Out of this current generation of new rappers, Freddie Gibbs takes the title in the ‘most likely to succeed’ category. Similar to Joey Bada$$ and Kendrick Lamar, there’s something anachronistic, about him, emphasizing raw spitting and an unapologetic gangsta lean that is unique to him. While the other two emcees mentioned have presumably taken their cues from the likes of Posdnous and Ras Kass, Gibbs makes music in the vein of Scarface and Pac. The Gary, IN representative’s career has been a slow burn of fire material that–while it didn’t grant him Jay Electronica type hype–has kept his name in the conversation as a legitimate problem for the industry. His new mixtape Baby Faced Killa comes on the heels of a dope collaboration EP with Madlib and it’s probably more representative of what his creative direction is going to be after signing with Young Jeezy’s CTE label.
While BFK is heavy on the features, all the guest stars are on Freddie’s wavelength. Gibbs gets verses from ‘old’ heads like Z-Ro, Jadakiss, Krayzie Bone, and his boss, Jeezy, effectively paying homage to their contributions to hip-hop’s hood narative. Gibbs also reaches out to contemporaries such as Dom Kennedy, SpaceGhostPurrp, and Curren$y–and his ability to work successfully with cats from different generations reveals his intention to make music that 80s and 90s babies can claim as their own. The production on BFK runs the gamut over 18 tracks, and Freddie Gibbs drops bars over a seemingly equal amount of trap beats, bass heavy boom bap, and Dungeon Family-influenced speaker blowers.
Jeezy’s signee hits the ground running with the album’s eponymous track “BFK”, Gibbs spiting with a melifluous, relaxed to the point of near-exhaustion double time flow, riding the trunk-rattler provided by M-80 like a stoned skater going downhill. “Money, Clothes, Hoes” and “The Hard” are both produced by Feb.9, and one track is exhibit A for why gangsta rap is an endangered species and the other is a beautiful romanticization of the day to day life of a man who makes his living by hand-to-hands. “MCH” is pretty mindless background music. Everything about the song is generic is hell, Gibbs at times singing more than rapping about–what else–apparel, pussy, and currency, over a beat more forgettable than your last New Year’s hook up. Then again, given his intentions, maybe this song is fine the way it is-you’d be hard pressed to find a street album by anybody without at least one song like this. “The Hard” sounds like something Big Boi and 3 Stacks would rap over, pensive sprightly keys and multilayered guerrilla funk married to angelic vocals by Dana Williams. Freddie Gibbs takes you on a ride on the day to day grind of your neighborhood dopeman or corner boy that makes an occupation that came to prominence under Reagan sound like a cool thing to do.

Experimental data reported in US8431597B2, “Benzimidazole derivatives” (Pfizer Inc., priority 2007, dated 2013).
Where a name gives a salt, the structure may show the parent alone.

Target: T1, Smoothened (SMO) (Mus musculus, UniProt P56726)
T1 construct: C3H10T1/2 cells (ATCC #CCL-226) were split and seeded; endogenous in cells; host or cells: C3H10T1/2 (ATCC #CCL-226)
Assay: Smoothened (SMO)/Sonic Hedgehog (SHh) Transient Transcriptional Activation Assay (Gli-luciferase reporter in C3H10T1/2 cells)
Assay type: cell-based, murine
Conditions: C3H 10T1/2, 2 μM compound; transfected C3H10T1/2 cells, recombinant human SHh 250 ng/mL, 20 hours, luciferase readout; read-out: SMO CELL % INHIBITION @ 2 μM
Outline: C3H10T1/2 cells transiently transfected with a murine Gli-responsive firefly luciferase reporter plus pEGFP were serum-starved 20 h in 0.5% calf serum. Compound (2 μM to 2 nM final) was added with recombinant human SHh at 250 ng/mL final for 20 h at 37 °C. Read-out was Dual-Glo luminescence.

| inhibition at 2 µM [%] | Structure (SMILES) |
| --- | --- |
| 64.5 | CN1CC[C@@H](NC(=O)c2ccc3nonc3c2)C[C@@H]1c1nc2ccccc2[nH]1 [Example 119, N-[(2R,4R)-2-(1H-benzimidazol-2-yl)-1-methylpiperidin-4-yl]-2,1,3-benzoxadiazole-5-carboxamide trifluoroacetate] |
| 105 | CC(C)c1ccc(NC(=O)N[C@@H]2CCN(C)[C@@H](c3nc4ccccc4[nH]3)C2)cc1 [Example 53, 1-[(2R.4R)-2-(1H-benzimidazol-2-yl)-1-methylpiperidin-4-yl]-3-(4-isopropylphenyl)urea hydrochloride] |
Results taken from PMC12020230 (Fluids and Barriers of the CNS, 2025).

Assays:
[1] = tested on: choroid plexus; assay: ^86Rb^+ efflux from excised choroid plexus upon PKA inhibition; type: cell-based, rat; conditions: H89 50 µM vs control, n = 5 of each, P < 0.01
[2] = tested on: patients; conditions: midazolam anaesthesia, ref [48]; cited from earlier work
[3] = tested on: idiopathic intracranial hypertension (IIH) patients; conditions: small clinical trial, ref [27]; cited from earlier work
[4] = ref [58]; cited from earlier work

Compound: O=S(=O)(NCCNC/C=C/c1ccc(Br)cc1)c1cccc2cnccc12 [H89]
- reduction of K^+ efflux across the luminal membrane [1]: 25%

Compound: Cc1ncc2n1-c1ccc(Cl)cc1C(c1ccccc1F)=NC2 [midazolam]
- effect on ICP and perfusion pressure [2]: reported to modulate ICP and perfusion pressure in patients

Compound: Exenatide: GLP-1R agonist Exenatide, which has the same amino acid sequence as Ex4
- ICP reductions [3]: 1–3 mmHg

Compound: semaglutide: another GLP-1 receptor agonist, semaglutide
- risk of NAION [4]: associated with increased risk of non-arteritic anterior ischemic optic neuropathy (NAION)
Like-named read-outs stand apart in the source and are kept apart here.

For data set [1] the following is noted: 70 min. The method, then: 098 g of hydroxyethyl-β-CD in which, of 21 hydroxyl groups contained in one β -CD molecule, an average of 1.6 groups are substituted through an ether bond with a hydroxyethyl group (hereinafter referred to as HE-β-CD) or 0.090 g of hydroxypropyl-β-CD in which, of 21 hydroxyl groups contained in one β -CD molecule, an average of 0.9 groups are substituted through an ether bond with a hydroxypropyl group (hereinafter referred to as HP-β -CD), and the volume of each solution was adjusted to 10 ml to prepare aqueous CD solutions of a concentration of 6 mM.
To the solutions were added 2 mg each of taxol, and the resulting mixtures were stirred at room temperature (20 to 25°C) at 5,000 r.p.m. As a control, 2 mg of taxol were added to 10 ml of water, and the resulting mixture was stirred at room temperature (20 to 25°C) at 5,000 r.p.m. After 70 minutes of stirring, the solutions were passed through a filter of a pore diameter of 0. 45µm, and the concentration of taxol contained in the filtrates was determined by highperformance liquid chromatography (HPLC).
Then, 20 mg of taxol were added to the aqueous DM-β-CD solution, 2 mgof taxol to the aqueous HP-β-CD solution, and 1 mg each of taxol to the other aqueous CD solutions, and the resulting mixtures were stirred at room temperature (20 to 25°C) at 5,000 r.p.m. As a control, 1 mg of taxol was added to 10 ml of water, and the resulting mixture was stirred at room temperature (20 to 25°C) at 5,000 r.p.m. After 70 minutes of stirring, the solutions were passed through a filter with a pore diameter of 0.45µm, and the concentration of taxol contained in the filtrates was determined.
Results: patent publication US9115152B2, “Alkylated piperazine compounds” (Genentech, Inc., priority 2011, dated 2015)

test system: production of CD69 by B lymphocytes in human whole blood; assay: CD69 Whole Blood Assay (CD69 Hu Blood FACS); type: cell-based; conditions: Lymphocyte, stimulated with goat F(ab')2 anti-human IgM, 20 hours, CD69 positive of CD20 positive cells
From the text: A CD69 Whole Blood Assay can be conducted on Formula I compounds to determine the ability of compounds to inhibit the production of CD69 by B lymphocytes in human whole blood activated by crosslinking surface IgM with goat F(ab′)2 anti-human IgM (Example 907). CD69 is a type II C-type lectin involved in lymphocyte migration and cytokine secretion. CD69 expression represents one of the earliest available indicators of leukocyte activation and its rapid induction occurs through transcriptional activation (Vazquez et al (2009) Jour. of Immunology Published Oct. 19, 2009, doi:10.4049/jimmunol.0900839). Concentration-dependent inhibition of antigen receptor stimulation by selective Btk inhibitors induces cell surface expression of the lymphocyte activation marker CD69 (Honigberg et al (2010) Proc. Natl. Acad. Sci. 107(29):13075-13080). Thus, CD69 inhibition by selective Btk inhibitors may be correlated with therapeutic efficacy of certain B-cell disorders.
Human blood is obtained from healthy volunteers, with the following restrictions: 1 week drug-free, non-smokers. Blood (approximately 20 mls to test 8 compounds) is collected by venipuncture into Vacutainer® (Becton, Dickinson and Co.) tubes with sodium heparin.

“Tell A Friend” featuring Curren$y is a monsterous banger produced by DJ Izzo and Matterafact, and it should be a frontrunner for the fall anthem of 2012. The beat incorporates a line from Hov’s “So Ghetto” brilliantly, throwing it on top of an aggressive bassline and a nostalgic keyboard melody. Gibbs and his cohort drop equally brilliant verses about the good, the bad, and everything in between about the life they’ve led. Young Jeezy makes two appearances on BFK; “Go For it” and “Seventeen,” and his presence serves as encouragement for Freddie to go full retard, in the good way. Gibbs isn’t trying to wow you with his metaphors or wordplay, and in fact, on BFK as a whole, the only thing he’s trying to do is say some cool shit and say it cool as shit.
For what it is, BFK is a welcome change of pace. This is a man who’s committed to making the kind of music that he himself would like to hear, regardless of what’s popular at the moment, and that’s a commendable achievement. Jeezy’s made a sound investment by signing this cat because this type of realness will always have a loyal audience.